Jim, bite the pillow.

Joliet, IL — Birthplace of the Stars!

Friday, July 16th, 2004

While watching Andy Dick’s new MTV show, The Assistant, he made an odd comment. After the kids auditioning for his assistant where introduced to their sleeping quarters — a series of cots in his garage — he asked what did they have to complain about? When trying to make it he spent a year living out of his car! Behind a Jewel!

A Jewel?! There are no Jewels in California! People in California wouldn’t even know what a Jewel is! (Okay, people in California wouldn’t know what a real grocery store is, what with this Walgreen’s sided places they have the gall to call supermarkets. Feh.)

Anyway, curious & suspecting Andy Dick now as a fellow Midwesterner, I jumped over to his IMDb page. He’s from Charleston. Guess I was wrong. Since I was there, I clicked his bio only to find:

  • Was the 1984 Homecoming King At Joliet West High School.


Growing up, the only hollywood fame associated with anyone from my alma mater, was Anthony Rapp! (You know, the kid from next door in Adventures in Babysitting! Okay, he latter was in School Ties as one of the random anti-semites who hated Brendan Fraser, and then Road Trip & Beautiful Mind, but come on, Adventures in Babysitting was the movie were we all fell in love with Elisabeth Shue for the first time! And it was in Chicago! And it had Thor! Okay, and it was the only one that was out while I was actually in high school. But Elisabeth Shue is still smokin’.)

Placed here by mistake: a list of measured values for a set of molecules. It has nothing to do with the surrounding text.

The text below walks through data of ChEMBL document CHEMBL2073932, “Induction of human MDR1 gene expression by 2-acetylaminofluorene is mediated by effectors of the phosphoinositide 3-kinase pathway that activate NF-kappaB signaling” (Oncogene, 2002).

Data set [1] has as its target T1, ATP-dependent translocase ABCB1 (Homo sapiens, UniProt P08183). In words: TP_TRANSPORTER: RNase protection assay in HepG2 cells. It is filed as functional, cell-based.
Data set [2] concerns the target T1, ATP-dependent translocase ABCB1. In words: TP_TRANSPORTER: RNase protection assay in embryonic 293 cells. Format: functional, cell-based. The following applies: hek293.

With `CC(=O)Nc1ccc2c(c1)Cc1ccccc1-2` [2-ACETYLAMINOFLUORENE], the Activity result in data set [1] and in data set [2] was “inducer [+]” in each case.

Curious, about who else I might be unaware, I clicked the little linked Joliet, IL bit in IMDb, and found out that Vince Vieluf is from Joliet as well! (You know, the guy with the fucked up tounge piercing in Rat Race! Okay, I had no idea who that was either, but he was born in the 70s, so I clicked his name.)

Apparently, Joliet is not only one of the fastest growing cities in America, but is also quickly become birthplace to the stars!

And if anyone thinks I’m strange, just remember, I could have easily have been as fucked up as Andy Dick.


Saturday, July 10th, 2004

Mini-Republicans 279, Democrats -2.

Welcome Back, Mr. Kotter^H^H^H^H^Hhayman

Wednesday, July 7th, 2004

After sufficent harassment, Khayman has returned to the blogging world. Apparently, Rick and I drove him into the alleys of the Internet by our insessent request for the ability to comment on his blog. For now, we’ll have to stick to harassing him on IM. C’est la vie.

Jimmy took me on a tour of Microsoft today. Or parts of it. As far as a I can tell Microsoft occupies Redmond much like how the Germans once occupied France. I couldn’t have thrown a stone in the town without hitting a Microsoft building. I didn’t get to see Eric, as he wasn’t in town. We did visit the MS store and walked away with the many requested copies of Office, XP and the like, nearly blowing out Jimmy’s spending quota in one trip.

Despite all the high tech culture, it was two unexpected details that most impressed me of Microsoft:

  • Yes, they stock free pop, but they stock Diet Sprite!
  • They have their own library! Their own 24 hour library! Not only that, but they go so far as to stock ACM publications. Meaning, Jimmy could check out various SIGIR publications for me browse.

Quinn continues to be quite possibly the cutest baby ever born. He’s at the point were can roll over (one way), squeel and giggle. He’s also teething, which apparently means he drolls a lot & like to stick his tounge out. Gross, normally, yes, but adorable when he does it.

One tip on Seattle — if you hear someone pitch you for an “Underground Tour”, take a second to think & realize you’re being sold a tour of a couple of basements. Maybe I can at least save you $10.